Mounting a flexo plate
"Lead times were drifting out again when we started Labelgraphics," says Alex, "but we could deliver next day. I've always looked to take advantage of these kinds of situations; after all, your worst day could be my best. We got our business from anyone and everyone, but we tried to deal with as many as the big players in the whisky market as we could."

Seventy percent of the company's sales come from wine, spirits and beers, and the rest is split among pharmaceuticals, food and general labeling. Six years ago Alex recruited Bill McNaught as UK sales manager, and McNaught has been responsible for the company's high growth in the beverage sector, particularly over the past three years. He has looked at Labelgraphics' sales with a fresh pair of eyes and identified growth opportunities.

"We have always gone for quality and service," says Alex. "There are 500 to 600 printers in the UK and we don't want to compete with them all. We just want to compete with the top 10. We have the best presses that money can buy and we have just completed our fourth complete reinvestment in 24 years. Quality is not a given in this industry. There is good quality and there is excellent quality, and there can be a big difference between the two."

The office walls in Glasgow are testament to the company's commitment to quality — they are literally running out of space for all of the awards they have won from EFTA, FINAT, TLMI and other trade associations. Labelgraphics runs six Gallus Arsoma EM280KS presses, all with interchangeable screen heads. Plates are made in-house with the Dupont Cyrel FAST system. As well as inline web inspection, Labelgraphics has six offline inspection rewinders. It is also a stockist for Sato thermal transfer printers and ribbons. All operations are organized by an impressive MIS system that is the culmination of 15 years of ongoing IT development. The MIS ensures that everyone in the plant knows exactly where each job is in the workflow from origination and production to dispatch and it also captures valuable costing data.

Hot foil application
"You must know your costs and if you are making a profit," says Alex. "We have a cost-analysis meeting every day where we look at everything that we have printed in the last 24 hours. We track our effective productivity on each press and create job costing analyses to compare our estimated values to what actually happened. We investigate problems and we make recommendations. It is a meeting that is never broken and our issues are always addressed within 24 hours. You have to act on the information that the system gives you or there is no use in having it."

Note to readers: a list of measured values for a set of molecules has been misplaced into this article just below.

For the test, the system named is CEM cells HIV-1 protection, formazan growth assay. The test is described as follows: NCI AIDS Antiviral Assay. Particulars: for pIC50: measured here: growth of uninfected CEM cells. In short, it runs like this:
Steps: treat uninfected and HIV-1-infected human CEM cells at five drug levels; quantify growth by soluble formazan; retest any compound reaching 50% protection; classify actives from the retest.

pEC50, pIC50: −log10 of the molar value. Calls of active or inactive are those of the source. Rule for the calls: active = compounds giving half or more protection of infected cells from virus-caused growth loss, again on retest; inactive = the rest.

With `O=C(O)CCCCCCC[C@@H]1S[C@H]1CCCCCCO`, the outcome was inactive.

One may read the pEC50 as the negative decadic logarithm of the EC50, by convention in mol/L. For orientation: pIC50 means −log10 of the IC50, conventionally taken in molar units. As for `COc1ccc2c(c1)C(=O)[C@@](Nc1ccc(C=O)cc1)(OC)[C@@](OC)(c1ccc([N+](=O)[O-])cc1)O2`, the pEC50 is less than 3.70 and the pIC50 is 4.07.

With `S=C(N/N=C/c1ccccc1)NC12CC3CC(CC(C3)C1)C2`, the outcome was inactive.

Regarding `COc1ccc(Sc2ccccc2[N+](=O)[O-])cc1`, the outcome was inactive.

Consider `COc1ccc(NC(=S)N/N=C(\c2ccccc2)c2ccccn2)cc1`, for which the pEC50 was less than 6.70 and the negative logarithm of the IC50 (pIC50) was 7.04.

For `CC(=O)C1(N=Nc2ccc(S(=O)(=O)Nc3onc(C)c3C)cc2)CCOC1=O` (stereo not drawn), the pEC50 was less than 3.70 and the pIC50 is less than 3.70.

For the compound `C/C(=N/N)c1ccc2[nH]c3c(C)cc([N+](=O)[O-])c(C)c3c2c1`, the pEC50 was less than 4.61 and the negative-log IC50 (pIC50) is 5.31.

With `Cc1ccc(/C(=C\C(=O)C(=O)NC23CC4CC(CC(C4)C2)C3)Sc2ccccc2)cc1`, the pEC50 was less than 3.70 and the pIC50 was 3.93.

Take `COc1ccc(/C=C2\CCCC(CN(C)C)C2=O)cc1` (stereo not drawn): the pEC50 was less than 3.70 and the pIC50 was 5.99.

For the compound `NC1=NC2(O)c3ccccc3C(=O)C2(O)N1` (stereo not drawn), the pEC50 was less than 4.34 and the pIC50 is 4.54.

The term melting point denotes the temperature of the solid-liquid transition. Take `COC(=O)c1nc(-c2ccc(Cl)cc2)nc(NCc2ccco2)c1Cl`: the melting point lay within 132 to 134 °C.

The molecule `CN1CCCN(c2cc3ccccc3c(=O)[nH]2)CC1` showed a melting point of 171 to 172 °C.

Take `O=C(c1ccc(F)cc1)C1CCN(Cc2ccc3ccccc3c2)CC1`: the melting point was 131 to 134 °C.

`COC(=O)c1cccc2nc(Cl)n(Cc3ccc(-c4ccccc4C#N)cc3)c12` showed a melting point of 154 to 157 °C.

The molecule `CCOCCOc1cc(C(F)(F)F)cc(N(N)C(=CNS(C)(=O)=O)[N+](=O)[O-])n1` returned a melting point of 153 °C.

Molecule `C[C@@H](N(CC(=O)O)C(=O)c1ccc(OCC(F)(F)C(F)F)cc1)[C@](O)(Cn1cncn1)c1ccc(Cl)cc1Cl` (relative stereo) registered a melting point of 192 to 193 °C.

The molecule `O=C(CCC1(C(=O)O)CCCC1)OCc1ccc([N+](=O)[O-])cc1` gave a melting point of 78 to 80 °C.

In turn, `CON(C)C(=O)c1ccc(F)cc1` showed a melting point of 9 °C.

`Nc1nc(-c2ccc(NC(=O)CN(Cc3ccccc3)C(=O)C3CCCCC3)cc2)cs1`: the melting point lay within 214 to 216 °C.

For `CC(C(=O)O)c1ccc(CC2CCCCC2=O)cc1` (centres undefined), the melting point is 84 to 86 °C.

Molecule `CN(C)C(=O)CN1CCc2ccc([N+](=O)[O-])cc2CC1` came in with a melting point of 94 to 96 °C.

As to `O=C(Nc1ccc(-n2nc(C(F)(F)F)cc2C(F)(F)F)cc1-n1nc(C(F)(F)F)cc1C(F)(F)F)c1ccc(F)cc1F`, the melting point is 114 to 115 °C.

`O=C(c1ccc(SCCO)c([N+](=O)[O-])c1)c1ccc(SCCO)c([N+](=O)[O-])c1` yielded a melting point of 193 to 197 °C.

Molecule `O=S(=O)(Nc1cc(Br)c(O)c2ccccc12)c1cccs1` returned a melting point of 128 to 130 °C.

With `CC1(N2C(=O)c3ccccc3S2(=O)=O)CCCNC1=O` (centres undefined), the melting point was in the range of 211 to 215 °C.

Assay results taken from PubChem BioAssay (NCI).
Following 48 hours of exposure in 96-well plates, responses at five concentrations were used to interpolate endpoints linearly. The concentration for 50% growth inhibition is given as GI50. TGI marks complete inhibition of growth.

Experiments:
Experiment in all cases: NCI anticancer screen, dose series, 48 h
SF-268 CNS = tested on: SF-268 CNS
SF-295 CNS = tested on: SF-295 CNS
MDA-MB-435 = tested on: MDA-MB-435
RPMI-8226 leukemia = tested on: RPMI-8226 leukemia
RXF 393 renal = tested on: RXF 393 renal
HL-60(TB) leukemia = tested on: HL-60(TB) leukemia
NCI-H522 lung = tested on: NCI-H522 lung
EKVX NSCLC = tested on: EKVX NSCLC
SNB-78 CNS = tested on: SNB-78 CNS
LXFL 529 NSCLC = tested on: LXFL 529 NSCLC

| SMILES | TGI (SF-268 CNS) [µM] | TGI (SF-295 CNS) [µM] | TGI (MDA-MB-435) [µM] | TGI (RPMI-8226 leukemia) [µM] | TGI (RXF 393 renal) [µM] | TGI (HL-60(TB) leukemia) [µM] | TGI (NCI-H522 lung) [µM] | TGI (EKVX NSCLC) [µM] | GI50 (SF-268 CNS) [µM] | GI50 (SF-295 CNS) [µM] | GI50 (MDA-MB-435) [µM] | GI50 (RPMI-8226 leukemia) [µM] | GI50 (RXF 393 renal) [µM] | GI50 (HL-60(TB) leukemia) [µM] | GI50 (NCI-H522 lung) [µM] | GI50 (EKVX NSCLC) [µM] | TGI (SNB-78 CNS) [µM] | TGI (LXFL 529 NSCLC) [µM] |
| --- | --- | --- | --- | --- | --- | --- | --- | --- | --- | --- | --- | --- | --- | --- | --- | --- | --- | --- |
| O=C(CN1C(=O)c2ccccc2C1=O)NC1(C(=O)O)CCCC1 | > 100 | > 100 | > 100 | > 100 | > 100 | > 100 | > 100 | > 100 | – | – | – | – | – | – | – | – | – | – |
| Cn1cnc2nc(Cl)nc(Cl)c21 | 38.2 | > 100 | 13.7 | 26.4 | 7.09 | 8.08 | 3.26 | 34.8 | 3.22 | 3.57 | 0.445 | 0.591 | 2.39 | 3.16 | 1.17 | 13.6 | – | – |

This feedback loop and Labelgraphics' MIS system form part of the company's efficiency strategy. Alex's sons have both been driving a lean manufacturing culture among employees, through ongoing projects with lean consultants. So far, results have been good with makeready times, setup costs and waste on press all reduced. As Alex says, "With these things, you can't think of the cost of doing them, you've got to think of the cost of not doing them."

It's certainly this strategic thinking that has brought Labelgraphics to where it is today, in a regional market that is said to be low in growth, viciously competitive, and where many companies just don't make it. So what of Labelgraphics' future?

"We have a good rapport with our suppliers and customers, and a good relationship with our staff. We are confident that we are using the best suppliers and that they are giving us their full attention. That has helped get us to where we are today.

"It's a great feeling that you have built something that is going to last. Labelgraphics was set up to see how far we could take it, and I am convinced that my sons will take the company much further than I have been able. They have got modern attitudes."

Labelgraphics will certainly be heading into a new era in two years time, when the company moves into its new building, with its new generation of directors. Alex is planning to spend more time at his second home in Sarasota, FL, USA, in his new-found leisure, but when he mentions that he will be able to log in to the company MIS remotely, you begin to wonder how much time he will actually spend on that golf course.


Glasgow, Scotland